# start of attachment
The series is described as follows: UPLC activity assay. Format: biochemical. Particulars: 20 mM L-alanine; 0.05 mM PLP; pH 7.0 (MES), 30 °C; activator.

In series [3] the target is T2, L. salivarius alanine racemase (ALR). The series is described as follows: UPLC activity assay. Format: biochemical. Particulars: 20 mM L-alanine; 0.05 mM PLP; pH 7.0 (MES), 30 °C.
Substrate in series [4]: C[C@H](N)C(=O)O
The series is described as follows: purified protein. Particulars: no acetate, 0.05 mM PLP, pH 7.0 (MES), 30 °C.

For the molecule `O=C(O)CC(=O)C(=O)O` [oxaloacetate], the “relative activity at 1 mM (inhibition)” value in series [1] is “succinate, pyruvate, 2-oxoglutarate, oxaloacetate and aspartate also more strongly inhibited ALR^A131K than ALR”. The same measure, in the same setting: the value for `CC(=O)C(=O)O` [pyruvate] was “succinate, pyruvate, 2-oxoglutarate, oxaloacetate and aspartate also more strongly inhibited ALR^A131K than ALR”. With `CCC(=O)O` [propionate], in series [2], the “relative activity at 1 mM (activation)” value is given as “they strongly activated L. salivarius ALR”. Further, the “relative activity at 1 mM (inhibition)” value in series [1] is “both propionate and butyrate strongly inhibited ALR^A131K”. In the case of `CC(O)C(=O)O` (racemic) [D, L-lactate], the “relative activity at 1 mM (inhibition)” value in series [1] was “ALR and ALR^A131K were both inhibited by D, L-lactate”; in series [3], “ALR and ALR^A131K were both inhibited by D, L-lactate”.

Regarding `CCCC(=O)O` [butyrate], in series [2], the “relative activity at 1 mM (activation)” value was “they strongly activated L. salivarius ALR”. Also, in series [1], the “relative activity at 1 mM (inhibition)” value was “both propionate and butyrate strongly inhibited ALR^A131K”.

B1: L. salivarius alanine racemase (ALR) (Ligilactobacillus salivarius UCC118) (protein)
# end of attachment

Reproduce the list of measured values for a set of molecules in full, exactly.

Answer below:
The series is described as follows: UPLC activity assay. Format: biochemical. Particulars: 20 mM L-alanine; 0.05 mM PLP; pH 7.0 (MES), 30 °C; activator.

In series [3] the target is T2, L. salivarius alanine racemase (ALR). The series is described as follows: UPLC activity assay. Format: biochemical. Particulars: 20 mM L-alanine; 0.05 mM PLP; pH 7.0 (MES), 30 °C.
Substrate in series [4]: C[C@H](N)C(=O)O
The series is described as follows: purified protein. Particulars: no acetate, 0.05 mM PLP, pH 7.0 (MES), 30 °C.

For the molecule `O=C(O)CC(=O)C(=O)O` [oxaloacetate], the “relative activity at 1 mM (inhibition)” value in series [1] is “succinate, pyruvate, 2-oxoglutarate, oxaloacetate and aspartate also more strongly inhibited ALR^A131K than ALR”. The same measure, in the same setting: the value for `CC(=O)C(=O)O` [pyruvate] was “succinate, pyruvate, 2-oxoglutarate, oxaloacetate and aspartate also more strongly inhibited ALR^A131K than ALR”. With `CCC(=O)O` [propionate], in series [2], the “relative activity at 1 mM (activation)” value is given as “they strongly activated L. salivarius ALR”. Further, the “relative activity at 1 mM (inhibition)” value in series [1] is “both propionate and butyrate strongly inhibited ALR^A131K”. In the case of `CC(O)C(=O)O` (racemic) [D, L-lactate], the “relative activity at 1 mM (inhibition)” value in series [1] was “ALR and ALR^A131K were both inhibited by D, L-lactate”; in series [3], “ALR and ALR^A131K were both inhibited by D, L-lactate”.

Regarding `CCCC(=O)O` [butyrate], in series [2], the “relative activity at 1 mM (activation)” value was “they strongly activated L. salivarius ALR”. Also, in series [1], the “relative activity at 1 mM (inhibition)” value was “both propionate and butyrate strongly inhibited ALR^A131K”.

B1: L. salivarius alanine racemase (ALR) (Ligilactobacillus salivarius UCC118) (protein)